Directed by Pascale Ferran. Based on the novel by D.H. Lawrence. Released by Kino International.
Lady Chatterley is a French film set in rural England in the 1920’s. Constance is the wife of a paralyzed war veteran and wealthy mine owner. She begins to take walks down to the gamekeeper’s hut to enjoy the beautiful scenery. Her visits to the hut became a daily habit and she eventually has an affair with Oliver the gamekeeper. Lady Chatterley was nominated for 11 César awards and won 5, including Best French Film and Best Actress.
Since it’s been a little while since I watched Lady Chatterley, I thought I’d go to the official website to refresh my memory. One of the interesting things I read on the site was that the movie is based on the second of three versions of the erotic novel Lady Chatterley’s Lover by D.H. Lawrence. The author rewrote the manuscript from beginning to end instead of modifying any of the previous versions. The second version, known in English as John Thomas and Lady Jane, takes place mostly outdoors. The infamous third version, Lady Chatterley’s Lover, takes place indoors and contains much more dialogue. Knowing that, I’m interested in reading the two versions to compare. However, I do think basing the movie off the second version was a better choice. Nature becomes a third character in this film and adds many layers that might not have been there with an adaptation from the more well-known third version.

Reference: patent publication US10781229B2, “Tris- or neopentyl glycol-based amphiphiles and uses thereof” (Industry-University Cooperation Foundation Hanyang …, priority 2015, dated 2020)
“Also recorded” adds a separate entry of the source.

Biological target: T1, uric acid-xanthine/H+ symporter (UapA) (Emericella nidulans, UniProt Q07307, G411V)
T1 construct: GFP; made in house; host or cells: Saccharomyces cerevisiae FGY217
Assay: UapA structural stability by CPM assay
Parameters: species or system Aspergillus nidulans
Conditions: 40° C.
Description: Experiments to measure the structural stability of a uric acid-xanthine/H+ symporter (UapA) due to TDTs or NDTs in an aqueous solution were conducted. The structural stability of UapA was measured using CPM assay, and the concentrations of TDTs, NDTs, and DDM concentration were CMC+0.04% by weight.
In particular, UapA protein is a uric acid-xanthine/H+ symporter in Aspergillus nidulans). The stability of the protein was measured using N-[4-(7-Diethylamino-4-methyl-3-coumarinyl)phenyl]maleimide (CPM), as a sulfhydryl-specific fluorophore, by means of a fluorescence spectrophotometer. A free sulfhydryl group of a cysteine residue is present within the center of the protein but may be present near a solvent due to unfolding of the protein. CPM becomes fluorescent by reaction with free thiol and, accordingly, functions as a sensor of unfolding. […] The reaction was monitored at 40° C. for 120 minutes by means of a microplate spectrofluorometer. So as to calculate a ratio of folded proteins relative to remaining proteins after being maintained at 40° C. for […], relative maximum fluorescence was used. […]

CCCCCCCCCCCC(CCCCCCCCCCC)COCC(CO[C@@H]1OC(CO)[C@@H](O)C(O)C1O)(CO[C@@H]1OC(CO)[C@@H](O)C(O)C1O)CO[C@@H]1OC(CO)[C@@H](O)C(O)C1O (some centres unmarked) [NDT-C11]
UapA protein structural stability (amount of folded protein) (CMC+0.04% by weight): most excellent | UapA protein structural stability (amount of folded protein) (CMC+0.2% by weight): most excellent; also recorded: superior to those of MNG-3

There are some incredibly beautiful scenes in this film. One particular scene I thought was done really well was when Oliver is decorating Constance in the nude with wildflowers. The film also had an amazing feeling to it. I’m not talking about the intimate scenes specifically. I’m talking more about the scenes of discovery. When Constance discovers Oliver with his shirt off near the beginning of the film, the camera shows her hand and I felt the tingling that might have been in her hands. When Oliver slides his arm across Constance’s back and you know it’s the beginning of the affair, I felt butterflies in my stomach like she might have felt. The characters developed from empty to whole, accompanied by the background of changing seasons. There is so much more to be discovered in this seemingly simple film that I might just have to watch it again.